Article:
Ken Lum and Karyn Olivier talk Art and Social Responsibility

Today we have a very special episode of Artblog Radio- "Art and Social Responsibility Today" with Ken Lum and Karyn Olivier! The talk was originally streamed on September 23rd, 2020, as a live Zoom panel in support of our 17th birthday and fundraiser.

Headshots of Ken Lum and Karyn Olivier on a illustrated background
Ken Lum (left) and Karyn Olivier (right), Artblog “Art and Social Responsibility Today” panelists, 2020

Our September 23rd LIVE zoom event, “Art and Social Responsibility Today” with Ken Lum and Karyn Olivier, was a huge success! We were honored to welcome Karyn and welcome back Ken to revisit our original Art and Social Responsibility project, 5 years later. Thank you to all who purchased a ticket in support of Artblog’s 17th Birthday & Auction celebrations. Because of your participation, we exceeded our fundraising goal.

Artblog’s mission is inclusion, so we wanted to make sure this conversation was accessible to all. That means we uploaded “Art and Social Responsibility Today” to Artblog Radio and Artblog’s Youtube, and transcribed the talk! Whether you’re a first time listener or a re-visitor, you’ve come to the right place for a meaningful discussion about public art, gentrification, arts funding, and more. Scroll down to listen, watch, or read today.

HUGE thank you to our moderators, Olivia F. Menta and Jacque Liu, and Sponsor, The Sachs Program for Arts Innovation.


You can listen to Artblog Radio on Apple Podcasts and Spotify. Thank you to Kyle McKay for composing Artblog Radio’s original podcast intro and outro!

Artblog Radio



Matt Kalasky: This is a Zoom room and technical issues do come up. So if any of our moderators or panelists timeout, or there’s glitching out, just be patient, we’ll get back to the goods as soon as we possibly can. All right. Olivia.


Olivia F. Menta: Thanks, Matt. So we’re now on day two of three of our annual auction and fundraiser.

Thank you to all of the artists here tonight who’ve donated their work. I want to thank our auction sponsors, Jeremy Frank and Associates. Voyage Actually, Practical Reasoning Analytics, Seven Arts Framing, The Athenaeum of Philadelphia, Fishtown Animal Hospital, Mark J. Monroe – Griffith insurance, LLP, and La Colombe Coffee roasters.

Now to tonight’s program. I want to start by making a huge thank you to the Sachs Program for Arts Innovation at the University of Pennsylvania for sponsoring tonight’s talk. I especially want to thank the Sachs staff, John McInerney and Chloe Reison for their continued support. So to introduce our speakers….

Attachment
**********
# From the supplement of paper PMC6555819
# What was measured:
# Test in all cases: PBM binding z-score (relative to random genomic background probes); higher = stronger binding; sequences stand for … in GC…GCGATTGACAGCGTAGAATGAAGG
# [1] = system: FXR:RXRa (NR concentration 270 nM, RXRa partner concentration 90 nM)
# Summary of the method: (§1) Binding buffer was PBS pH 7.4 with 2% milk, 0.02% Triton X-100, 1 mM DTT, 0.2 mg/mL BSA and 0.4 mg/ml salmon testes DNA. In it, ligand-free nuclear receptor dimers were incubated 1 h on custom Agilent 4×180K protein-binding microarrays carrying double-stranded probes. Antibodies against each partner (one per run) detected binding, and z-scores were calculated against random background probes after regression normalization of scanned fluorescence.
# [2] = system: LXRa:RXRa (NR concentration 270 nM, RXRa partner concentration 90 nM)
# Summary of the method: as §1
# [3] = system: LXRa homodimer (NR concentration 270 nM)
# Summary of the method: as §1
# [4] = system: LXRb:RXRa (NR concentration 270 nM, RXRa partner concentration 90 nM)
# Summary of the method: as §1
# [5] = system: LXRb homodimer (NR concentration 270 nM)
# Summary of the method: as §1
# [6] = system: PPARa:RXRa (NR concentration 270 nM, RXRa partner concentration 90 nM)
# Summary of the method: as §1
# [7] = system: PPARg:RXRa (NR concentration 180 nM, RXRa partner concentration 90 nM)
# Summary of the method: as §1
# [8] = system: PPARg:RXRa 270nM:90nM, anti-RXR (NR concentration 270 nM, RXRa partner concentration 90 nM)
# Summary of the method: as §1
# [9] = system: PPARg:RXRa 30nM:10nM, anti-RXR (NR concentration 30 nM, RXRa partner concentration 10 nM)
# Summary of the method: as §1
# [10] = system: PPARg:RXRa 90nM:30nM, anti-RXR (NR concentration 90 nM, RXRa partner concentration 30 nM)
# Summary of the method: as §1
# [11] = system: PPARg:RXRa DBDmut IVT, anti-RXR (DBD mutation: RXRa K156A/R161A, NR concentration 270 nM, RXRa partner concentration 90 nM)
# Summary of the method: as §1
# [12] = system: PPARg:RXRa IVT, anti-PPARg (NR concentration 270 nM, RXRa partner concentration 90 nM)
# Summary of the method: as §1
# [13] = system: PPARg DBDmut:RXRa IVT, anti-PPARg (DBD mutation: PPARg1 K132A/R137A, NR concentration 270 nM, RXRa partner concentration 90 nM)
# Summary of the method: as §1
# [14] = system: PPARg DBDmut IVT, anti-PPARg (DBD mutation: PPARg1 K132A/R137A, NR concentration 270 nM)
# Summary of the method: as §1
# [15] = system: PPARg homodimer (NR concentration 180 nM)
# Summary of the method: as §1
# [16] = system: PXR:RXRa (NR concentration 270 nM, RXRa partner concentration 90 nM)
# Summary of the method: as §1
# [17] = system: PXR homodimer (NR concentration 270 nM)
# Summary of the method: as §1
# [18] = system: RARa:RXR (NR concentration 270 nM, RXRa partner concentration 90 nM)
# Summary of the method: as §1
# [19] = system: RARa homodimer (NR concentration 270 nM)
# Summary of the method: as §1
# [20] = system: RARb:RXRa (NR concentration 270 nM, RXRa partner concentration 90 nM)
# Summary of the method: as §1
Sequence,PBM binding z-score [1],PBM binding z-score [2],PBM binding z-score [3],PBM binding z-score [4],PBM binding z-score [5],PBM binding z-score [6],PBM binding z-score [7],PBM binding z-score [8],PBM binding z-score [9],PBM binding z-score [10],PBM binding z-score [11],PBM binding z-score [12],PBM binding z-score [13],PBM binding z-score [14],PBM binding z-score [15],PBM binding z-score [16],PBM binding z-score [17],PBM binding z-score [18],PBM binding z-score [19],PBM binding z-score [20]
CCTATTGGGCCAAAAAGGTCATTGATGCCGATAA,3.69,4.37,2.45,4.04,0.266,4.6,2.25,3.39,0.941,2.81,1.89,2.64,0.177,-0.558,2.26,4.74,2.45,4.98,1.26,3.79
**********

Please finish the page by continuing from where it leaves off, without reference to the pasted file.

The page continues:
Ken Lum is an artist, writer, Pew fellow and Marilyn Jordan Taylor presidential professor and Chair of Fine Arts at the Weitzman School of Design at the University of Pennsylvania. Lum’s political and identity focused work has received international critical acclaim. Ken participated in the original Artblog, Art and Social Responsibility conversation back in 2015.

Karyn Olivier is an artist, Pew Fellow and Associate Professor of Sculpture at the Tyler School of Art and Architecture at Temple University. Her historically informed interdisciplinary works have won numerous prestigious awards and have been exhibited internationally. And my co-moderator Jacque Liu, former Percent for Art project manager, Philadelphia Office of the Arts, Culture, and the Creative Economy.

And myself, Olivia Menta another co-moderator, I’m an Artblog board member along with Jacque , and, uh, I’m the Executive Assistant and Project Manager at the Tyler School of Art and Architecture. So we’retgoing to spend the first 30 minutes on questions and then we’d like it to open it up to our audience to allow for a dialogue across us. And while we’re talking, if you think of a question just as Matt said, pop it into the chat. So that was a lot, now for our first question.

Ken. Karyn, are there any, are there any specific stories or people who have shaped how you make art specifically as it relates to social responsibility?

Ken Lum: Okay.

Yeah. There’s many people. Um, you know, well, first of all, I think it’s better to answer it this way. When I merged entered into the art system, it was during the tail end of conceptual art. There was, at least discursively the sense of opening that was unprecedented, that involved the inclusion of otherness, uh, women, artists of artists, of, uh, sexual difference that could announce themselves publicly as so, and artists of color, and also, um, inclusion of artists who lived along the margins as opposed to the center of the art system. And so I was shaped during this moment when, uh, a lot of conceptual art is at least in terms of their, in terms of the, the articulation of the work dealt with this idea of a globalized world, a globalized world that was.

Well, it’s unified and also breaking up at the same time, uh, into, you know, normal points and, and build villages and little communities and so on. So those artists would be like Dan Graham, uh, Martha Rosler, uh, James Collins, uh, artists like that are ours that were Fluxus artists, you know, um, Adrian Piper.

So a lot of the – Clark- a lot of those artists were, were still actively, uh, uh, making work at that time. And, uh, I feel very lucky, uh, that I was shaped by them at that time.

Karyn Olivier: I think for me, it’s maybe a little more personal, um, I don’t know how interesting it is. I think about how I started art late.